9. provide opportunity for children to practise and apply known phoneme-grapheme correspondences for spelling through dictation of sounds, words and sentences
  10. ensure that children are taught to decode and spell common exception words (sometimes called ‘tricky’ words), appropriate to their level of progress in the programme
  11. provide resources that support the teaching of lower-case and capital letters correctly, with clear start and finish points.
  12. The programme should move children on by teaching them to write words made up of learned GPCs, followed by simple sentences composed from such words as well as any common exception words (‘tricky words’) learned
  13. be built around direct teaching sessions, with extensive teacher-child interaction and involve a multi-sensory approach. The programme should include guidance on how direct teaching sessions can be adapted for online delivery (live or recorded)
  14. provide resources to enable teachers to deliver the programme effectively including sufficient decodable reading material to ensure that, as children move through the early stages of acquiring phonic knowledge and skills, they can practise by reading texts closely matched to their level of phonic attainment, that do not require them to use alternative strategies to read unknown words
  15. include guidance and resources to ensure children practise and apply the core phonics they have been taught
    enable children’s progress to be assessed and highlight the ways in which the programme meets the needs of those who are at risk of falling behind, including the lowest attaining 20% of children
  16. provide full guidance for teachers to support the effective delivery of the programme and appropriate, programme-specific training either directly, through appointed agents or remotely; with assurances that there is sufficient capacity to do so and that those delivering this training will have appropriately high levels of expertise and relevant experience.

What does the DfE say about Letters and Sounds?

“The 2007 Letters and Sounds handbook, published under the previous government, has never been a full SSP programme. For a number of years, effective teaching using Letters and Sounds has relied on schools themselves building a programme around the handbook. We recognise, however, that for many schools, especially those who want or need to improve their practice, 2007 Letters and Sounds is not fit for purpose and does not provide the support, guidance, resources or training needed.”

When Letters and Sounds was first published in 2007, it was the first time that detailed information was provided on how to teach SSPs. However, it can seem overwhelming and does not provide lesson plans and activities, placing a lot of demand on teaches to spend time on resource creation. It does not fit neatly with the KS1 Spelling Curriculum. Therefore it cannot ensure full coverage or provide all that is necessary to facilitate the teaching of quality phonics.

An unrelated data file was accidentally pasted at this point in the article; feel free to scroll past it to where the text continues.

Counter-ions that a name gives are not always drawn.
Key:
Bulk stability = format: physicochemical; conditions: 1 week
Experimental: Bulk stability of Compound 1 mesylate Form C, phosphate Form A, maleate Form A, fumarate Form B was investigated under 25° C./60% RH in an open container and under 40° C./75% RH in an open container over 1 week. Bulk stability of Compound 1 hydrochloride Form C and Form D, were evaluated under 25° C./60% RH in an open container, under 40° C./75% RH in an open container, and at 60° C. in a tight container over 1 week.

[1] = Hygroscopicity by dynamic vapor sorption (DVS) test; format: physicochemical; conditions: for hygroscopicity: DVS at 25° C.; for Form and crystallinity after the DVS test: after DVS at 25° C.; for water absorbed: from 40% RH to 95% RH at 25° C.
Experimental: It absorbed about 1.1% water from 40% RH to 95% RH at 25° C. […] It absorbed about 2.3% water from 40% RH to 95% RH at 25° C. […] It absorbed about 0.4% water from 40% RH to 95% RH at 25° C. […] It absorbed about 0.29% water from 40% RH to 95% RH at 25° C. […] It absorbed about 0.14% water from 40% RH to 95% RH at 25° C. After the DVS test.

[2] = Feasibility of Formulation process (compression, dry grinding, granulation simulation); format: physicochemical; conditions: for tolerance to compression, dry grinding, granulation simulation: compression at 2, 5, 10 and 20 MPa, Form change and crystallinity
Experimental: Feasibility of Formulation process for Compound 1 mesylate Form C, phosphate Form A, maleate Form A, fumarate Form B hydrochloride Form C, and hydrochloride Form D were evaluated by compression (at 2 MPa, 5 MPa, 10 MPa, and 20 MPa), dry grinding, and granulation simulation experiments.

What should schools do next?

The final list of validated phonics schemes will be available by the end of February 2021. Schools do not have to use a validated programme, however by doing so, they can feel confident that the teaching content and methodology is in place to help children to meet and surpass the expected standards at the end of KS1, helping teachers to focus on teaching and children.

Will Monster Phonics be applying for validation?

Yes, Monster Phonics will be applying for validation in October.

Feedback from the June process:

Overall, Monster Phonics appears to be a highly developed and comprehensive programme that has the potential to enable schools to provide high quality phonics teaching as defined by the Department for Education”

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The Monster Phonics Programme is an SSP that comprehensively delivers all 16 criteria. Our speciality and what makes Monster Phonics stand out is the engagement and love of learning that is felt in every Monster Phonics classroom. Easy to teach lessons are multisensory and enable every child to make progress. Monster Phonics is having a positive impact on learning in school across the UK. Monster Phonics Days, with input from across the school community, case studies and results show how children are engaged. Never before has phonics been embraced so much. The matching decodable books are also loved by children, teachers and parents tell the same story.

I’m the founder of monster phonics. As a teacher, my passion has been driven by the feeling that all children can succeed. The SSP validation process enables schools to feel confident that the phonics programme they use, the training, books and resources are aligned, comprehensive and importantly support teachers in this goal.